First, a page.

Pension checks totaling $73G rolled in for years after woman's death

The city of Wilmington, Del., continued sending pension checks to a widow's bank account for nearly 20 years after her death, with the outlay of cash totaling nearly $73,000.

Spousal payments that began in June 1974 didn't end until June 2016, even though the woman died in November 1997, the News Journal reported. The overpayments totaled $72,966.60, according to a city audit obtained by the newspaper.

City Treasurer Velda Jones-Potter said because there were no Social Security records available, the woman’s death went unnoticed by Comserv, a third-party vendor that the city paid to cross-reference data on a semi-annual basis.

"In this case, it's apparent that her death was not reported until many years after it occurred," Jones-Potter told the News Journal.

Comserv has since gone out of business, and it’s unclear whether Wilmington will be able to retrieve the money it lost.

John Rago, deputy chief of staff for policy and communications for Mayor Mike Purzyck, who took office in January, told the News Journal that city officials were “retracing the steps” to determine exactly what happened.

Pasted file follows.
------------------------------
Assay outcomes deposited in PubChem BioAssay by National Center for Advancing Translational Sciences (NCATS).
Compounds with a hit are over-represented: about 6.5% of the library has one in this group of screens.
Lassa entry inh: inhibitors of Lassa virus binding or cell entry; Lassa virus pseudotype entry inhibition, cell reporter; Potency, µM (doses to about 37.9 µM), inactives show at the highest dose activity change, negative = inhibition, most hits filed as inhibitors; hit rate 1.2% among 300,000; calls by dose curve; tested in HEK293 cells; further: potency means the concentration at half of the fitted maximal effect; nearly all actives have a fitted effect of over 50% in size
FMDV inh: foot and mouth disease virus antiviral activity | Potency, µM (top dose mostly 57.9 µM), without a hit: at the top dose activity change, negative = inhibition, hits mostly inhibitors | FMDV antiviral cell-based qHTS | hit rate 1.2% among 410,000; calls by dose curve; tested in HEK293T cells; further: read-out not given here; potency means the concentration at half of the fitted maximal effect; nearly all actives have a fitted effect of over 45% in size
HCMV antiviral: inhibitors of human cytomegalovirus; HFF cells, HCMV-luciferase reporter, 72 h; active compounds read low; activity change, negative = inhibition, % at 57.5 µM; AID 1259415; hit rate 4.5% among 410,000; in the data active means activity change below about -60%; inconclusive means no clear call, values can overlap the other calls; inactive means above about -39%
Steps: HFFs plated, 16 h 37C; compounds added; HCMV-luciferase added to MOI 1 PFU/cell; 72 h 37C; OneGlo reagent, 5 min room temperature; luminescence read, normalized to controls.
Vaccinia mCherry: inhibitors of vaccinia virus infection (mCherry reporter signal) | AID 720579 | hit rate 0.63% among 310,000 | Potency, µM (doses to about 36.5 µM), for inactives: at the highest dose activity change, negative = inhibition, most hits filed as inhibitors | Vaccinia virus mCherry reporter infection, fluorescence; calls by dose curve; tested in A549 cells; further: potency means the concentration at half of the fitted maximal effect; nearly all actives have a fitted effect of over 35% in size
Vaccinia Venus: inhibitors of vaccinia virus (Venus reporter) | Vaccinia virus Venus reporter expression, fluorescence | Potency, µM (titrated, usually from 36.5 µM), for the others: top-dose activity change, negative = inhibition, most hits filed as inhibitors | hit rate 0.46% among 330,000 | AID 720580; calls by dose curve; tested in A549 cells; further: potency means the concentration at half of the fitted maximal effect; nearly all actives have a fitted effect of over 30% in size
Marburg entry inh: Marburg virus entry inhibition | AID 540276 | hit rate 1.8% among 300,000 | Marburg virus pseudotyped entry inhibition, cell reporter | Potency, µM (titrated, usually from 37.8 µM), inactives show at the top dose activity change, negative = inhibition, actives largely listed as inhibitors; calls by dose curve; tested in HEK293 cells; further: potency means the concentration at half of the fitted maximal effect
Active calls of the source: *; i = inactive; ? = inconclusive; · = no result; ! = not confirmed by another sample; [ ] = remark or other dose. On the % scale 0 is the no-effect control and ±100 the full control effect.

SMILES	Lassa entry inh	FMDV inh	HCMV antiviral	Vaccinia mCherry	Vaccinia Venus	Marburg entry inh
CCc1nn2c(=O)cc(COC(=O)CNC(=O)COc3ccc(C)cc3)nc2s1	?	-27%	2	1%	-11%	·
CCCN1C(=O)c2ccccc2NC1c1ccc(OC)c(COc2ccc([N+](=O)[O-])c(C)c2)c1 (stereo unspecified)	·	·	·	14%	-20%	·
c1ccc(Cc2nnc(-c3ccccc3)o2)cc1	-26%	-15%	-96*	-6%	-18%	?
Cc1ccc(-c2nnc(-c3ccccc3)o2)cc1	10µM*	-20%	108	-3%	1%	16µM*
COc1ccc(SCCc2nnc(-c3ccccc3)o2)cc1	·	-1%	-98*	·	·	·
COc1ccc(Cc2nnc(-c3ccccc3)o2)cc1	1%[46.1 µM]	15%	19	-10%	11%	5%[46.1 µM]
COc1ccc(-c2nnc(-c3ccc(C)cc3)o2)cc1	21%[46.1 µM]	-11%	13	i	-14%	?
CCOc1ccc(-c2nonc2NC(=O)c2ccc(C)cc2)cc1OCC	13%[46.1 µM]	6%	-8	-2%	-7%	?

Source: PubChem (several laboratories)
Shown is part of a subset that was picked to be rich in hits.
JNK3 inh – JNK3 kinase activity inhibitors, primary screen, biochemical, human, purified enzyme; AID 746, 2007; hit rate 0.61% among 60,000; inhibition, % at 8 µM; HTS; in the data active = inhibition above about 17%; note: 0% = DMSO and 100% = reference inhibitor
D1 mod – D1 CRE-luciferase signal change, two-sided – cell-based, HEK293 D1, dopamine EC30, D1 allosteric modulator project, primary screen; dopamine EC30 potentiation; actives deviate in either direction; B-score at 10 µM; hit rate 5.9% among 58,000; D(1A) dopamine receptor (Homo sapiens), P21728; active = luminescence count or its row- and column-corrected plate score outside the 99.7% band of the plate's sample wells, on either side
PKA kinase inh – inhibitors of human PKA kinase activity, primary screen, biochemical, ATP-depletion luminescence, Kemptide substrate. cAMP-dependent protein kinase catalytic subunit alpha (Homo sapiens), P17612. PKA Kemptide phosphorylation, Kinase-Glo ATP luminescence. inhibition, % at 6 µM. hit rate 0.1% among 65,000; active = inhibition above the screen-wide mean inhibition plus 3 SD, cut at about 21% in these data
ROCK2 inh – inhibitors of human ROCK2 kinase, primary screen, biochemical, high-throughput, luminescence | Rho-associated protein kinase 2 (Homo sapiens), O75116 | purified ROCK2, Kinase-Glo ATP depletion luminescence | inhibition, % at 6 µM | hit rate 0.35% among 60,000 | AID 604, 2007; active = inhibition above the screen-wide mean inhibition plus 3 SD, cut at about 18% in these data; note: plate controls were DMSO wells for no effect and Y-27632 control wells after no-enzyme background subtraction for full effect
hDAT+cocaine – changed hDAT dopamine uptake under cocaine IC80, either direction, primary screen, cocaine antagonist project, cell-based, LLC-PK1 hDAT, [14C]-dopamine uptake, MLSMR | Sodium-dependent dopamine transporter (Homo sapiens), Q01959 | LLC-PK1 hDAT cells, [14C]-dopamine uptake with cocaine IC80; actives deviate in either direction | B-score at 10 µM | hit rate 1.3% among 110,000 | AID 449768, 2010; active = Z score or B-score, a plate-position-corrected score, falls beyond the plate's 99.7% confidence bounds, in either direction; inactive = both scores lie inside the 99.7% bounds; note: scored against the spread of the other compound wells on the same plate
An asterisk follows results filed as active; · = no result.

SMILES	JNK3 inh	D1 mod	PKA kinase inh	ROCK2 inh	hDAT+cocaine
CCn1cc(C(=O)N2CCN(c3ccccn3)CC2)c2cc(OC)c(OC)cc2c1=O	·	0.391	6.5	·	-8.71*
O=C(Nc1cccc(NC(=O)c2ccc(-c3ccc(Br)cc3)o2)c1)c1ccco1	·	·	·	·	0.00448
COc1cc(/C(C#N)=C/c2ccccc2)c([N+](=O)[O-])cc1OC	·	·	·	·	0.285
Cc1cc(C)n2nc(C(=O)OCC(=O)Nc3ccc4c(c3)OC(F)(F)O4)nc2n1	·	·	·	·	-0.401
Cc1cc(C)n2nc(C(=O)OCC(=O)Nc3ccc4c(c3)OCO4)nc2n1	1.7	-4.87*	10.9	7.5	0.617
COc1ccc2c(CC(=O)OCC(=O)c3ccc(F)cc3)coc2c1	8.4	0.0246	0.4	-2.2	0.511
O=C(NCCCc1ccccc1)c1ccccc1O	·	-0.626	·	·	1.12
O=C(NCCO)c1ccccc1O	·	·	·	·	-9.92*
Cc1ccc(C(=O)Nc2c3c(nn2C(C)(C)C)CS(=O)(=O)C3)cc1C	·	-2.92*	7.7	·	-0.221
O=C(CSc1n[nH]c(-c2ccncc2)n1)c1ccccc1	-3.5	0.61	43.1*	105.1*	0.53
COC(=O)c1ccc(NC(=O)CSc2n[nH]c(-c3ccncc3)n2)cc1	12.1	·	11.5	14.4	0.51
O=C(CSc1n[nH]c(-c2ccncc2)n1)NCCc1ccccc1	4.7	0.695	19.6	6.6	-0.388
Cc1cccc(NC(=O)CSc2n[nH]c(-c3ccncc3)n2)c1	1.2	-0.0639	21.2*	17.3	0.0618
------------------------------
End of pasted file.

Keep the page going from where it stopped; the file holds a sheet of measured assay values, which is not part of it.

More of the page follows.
He did not specify whether the investigation would examine if someone was accessing the deceased woman's pension fund.

Meanwhile, the city treasurer’s office has its own system for detecting whether pension recipients have died -- such as checking newspaper death notices or noticing mail that gets bounced back. However, in this case, “there was no indication that the person was dead," acting City Auditor Tamara Thompson told the newspaper.

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